Jeff Yastine is a well versed individual in the financial industry. He has previously worked in several areas of the market, including television as the anchor of PBS’s Nightly Business Report. Jeff Yastine later joined Banyan Hill Publishing in 2015, where he presently serves as editorial director. In addition, he contributes to the publication through the Sovereign Investor Daily and Winning Investor Daily articles. Recently two websites published articles about how Jeff Yastine viewed the future of Amazon.
First an article on the website Reporter Expert describes how President Trump recently tweeted about the negative effects of Amazon. Speculation is running high that in the near future Amazon will hit federal antitrust laws, and be forced to break up. The signs of Amazon’s effects on the economy can be seen in how 26 major retailers worth more than $50 billion, all filled for bankruptcy in 2017. In Japan, watchdog groups have already began investigating Amazon’s business practices. There could be interesting times ahead for the company. Get the latest update on his twitter to find out more.
Jeff Yastine has his thoughts on Amazon further elaborated with an article on the website Premier Gazette. Antitrust laws exist solely to promote and encourage fair business. However, since Amazon’s influence over the industry is growing, countless smaller businesses are being consumed and forced to close. In fact, Amazon was recently described as “anti-competitive” and “predatory” towards the economy. The downfall from grace Amazon may soon experience will not be pretty, but its necessary for the growth of businesses.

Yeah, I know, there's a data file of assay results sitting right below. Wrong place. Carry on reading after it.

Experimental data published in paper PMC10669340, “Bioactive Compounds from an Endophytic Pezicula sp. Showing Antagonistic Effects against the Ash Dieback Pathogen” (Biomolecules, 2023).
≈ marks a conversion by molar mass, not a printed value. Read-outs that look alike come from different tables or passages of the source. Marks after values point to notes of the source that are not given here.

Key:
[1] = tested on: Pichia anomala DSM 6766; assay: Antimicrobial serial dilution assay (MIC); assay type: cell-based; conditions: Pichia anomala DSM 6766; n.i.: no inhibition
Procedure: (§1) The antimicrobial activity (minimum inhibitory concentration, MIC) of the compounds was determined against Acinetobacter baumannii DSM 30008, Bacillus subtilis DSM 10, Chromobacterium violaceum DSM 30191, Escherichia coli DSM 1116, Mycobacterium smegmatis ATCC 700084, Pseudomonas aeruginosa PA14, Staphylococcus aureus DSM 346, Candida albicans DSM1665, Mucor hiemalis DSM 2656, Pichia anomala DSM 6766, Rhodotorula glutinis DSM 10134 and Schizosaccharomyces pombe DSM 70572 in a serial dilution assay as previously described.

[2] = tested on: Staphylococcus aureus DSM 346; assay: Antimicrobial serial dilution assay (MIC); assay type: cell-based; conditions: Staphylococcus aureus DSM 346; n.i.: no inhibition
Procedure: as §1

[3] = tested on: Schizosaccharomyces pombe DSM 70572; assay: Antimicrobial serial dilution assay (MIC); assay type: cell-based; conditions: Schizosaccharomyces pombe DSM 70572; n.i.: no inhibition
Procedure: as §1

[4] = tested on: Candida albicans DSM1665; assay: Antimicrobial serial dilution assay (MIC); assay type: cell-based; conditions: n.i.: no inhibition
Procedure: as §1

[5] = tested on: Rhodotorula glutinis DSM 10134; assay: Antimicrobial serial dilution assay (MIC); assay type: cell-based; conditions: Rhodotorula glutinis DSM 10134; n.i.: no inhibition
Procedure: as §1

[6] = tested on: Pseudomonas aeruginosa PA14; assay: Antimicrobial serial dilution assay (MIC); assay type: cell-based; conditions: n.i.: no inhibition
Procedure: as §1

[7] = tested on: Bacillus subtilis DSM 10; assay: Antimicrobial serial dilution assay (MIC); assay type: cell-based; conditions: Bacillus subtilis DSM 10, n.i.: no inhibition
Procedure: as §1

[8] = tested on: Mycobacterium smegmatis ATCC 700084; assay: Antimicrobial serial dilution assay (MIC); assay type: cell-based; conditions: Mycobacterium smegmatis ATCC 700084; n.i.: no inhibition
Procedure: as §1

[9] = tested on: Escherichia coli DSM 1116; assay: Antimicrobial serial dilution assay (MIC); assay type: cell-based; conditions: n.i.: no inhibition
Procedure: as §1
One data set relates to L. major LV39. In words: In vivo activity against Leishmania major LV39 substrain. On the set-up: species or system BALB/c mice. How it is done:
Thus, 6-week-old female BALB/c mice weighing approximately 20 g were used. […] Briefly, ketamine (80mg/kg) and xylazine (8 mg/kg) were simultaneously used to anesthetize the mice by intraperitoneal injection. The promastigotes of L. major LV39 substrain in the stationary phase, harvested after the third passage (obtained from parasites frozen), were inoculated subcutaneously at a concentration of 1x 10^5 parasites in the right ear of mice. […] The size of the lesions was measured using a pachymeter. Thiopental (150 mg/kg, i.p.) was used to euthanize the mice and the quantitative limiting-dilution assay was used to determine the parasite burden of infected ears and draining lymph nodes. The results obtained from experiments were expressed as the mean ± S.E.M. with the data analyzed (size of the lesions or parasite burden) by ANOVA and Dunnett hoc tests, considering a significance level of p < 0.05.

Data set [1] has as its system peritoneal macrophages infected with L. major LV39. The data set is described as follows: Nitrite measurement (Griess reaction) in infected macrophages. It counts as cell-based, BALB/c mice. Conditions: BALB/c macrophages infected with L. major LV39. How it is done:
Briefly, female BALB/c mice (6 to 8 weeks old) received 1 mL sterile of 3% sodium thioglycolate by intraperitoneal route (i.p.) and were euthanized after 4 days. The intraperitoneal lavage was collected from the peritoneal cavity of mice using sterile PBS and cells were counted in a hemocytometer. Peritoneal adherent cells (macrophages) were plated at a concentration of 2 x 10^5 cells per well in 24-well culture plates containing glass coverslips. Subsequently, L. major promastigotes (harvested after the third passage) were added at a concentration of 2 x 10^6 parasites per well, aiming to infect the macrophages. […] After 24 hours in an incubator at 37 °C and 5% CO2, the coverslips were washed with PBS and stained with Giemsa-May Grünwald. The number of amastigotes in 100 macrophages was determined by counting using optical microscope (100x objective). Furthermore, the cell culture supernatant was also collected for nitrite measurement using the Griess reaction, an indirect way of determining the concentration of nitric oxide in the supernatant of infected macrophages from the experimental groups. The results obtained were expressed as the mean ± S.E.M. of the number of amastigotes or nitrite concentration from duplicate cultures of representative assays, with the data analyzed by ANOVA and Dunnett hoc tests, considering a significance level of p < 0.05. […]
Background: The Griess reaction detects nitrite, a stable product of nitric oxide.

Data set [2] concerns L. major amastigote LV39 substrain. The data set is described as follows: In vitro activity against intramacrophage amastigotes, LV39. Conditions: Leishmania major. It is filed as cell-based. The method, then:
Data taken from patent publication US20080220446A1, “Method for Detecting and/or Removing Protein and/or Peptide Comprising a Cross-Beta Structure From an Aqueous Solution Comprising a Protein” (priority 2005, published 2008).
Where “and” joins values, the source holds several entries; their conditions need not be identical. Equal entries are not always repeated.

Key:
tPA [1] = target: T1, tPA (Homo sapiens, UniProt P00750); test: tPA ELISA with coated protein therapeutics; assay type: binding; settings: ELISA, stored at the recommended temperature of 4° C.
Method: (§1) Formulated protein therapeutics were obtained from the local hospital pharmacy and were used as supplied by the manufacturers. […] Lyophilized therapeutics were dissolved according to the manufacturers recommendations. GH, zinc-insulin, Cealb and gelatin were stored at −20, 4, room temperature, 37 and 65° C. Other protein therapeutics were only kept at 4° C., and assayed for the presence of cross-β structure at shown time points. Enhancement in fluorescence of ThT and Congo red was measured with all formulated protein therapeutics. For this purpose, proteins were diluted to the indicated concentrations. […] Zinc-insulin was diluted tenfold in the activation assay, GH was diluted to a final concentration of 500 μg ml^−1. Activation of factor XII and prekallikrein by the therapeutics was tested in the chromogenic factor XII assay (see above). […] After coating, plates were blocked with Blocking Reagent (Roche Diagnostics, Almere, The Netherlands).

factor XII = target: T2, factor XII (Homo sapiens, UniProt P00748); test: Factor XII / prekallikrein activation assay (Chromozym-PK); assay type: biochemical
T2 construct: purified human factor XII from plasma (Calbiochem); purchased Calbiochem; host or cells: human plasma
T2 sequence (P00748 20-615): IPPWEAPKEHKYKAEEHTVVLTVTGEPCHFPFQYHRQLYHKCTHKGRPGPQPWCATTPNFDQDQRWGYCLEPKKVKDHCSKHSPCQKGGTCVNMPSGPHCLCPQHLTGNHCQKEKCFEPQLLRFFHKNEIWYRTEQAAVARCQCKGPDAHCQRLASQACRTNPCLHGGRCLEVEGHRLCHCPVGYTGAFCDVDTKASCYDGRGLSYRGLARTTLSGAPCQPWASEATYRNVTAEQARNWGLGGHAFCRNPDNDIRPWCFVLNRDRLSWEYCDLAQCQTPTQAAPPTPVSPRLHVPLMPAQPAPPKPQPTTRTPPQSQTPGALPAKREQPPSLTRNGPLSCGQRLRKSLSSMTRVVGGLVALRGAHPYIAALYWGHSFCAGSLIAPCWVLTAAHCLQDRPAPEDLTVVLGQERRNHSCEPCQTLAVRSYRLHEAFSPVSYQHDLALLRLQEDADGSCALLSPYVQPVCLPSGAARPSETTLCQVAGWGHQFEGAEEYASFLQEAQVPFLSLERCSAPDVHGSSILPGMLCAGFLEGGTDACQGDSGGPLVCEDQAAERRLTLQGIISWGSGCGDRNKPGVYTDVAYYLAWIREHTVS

The financial experience Jeff Yastine has accumulated makes him a strong voice to hear in the industry. Amazon is a massively popular shopping platform with consumers. They sell nearly everything a person could need, and often at discounted rates. However as the old saying goes, the bigger they are, the harder they fall. Amazon will need to be broken up sooner or later. The economy can better flourish when consumers have many options, rather than a single mega corporation deciding everything.